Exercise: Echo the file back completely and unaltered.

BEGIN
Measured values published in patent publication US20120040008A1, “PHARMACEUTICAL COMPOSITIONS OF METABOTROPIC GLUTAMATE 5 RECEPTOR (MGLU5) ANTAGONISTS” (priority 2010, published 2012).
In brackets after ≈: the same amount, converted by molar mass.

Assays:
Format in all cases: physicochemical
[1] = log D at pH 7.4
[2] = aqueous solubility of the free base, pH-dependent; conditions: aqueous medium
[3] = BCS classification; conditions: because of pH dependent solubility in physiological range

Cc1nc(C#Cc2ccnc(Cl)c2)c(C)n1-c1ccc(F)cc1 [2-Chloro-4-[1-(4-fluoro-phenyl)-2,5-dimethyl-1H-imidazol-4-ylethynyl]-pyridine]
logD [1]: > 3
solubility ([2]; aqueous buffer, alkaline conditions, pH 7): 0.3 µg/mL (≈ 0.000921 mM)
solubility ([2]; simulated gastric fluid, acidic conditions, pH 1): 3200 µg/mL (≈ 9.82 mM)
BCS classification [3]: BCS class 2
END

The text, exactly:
Measured values published in patent publication US20120040008A1, “PHARMACEUTICAL COMPOSITIONS OF METABOTROPIC GLUTAMATE 5 RECEPTOR (MGLU5) ANTAGONISTS” (priority 2010, published 2012).
In brackets after ≈: the same amount, converted by molar mass.

Assays:
Format in all cases: physicochemical
[1] = log D at pH 7.4
[2] = aqueous solubility of the free base, pH-dependent; conditions: aqueous medium
[3] = BCS classification; conditions: because of pH dependent solubility in physiological range

Cc1nc(C#Cc2ccnc(Cl)c2)c(C)n1-c1ccc(F)cc1 [2-Chloro-4-[1-(4-fluoro-phenyl)-2,5-dimethyl-1H-imidazol-4-ylethynyl]-pyridine]
logD [1]: > 3
solubility ([2]; aqueous buffer, alkaline conditions, pH 7): 0.3 µg/mL (≈ 0.000921 mM)
solubility ([2]; simulated gastric fluid, acidic conditions, pH 1): 3200 µg/mL (≈ 9.82 mM)
BCS classification [3]: BCS class 2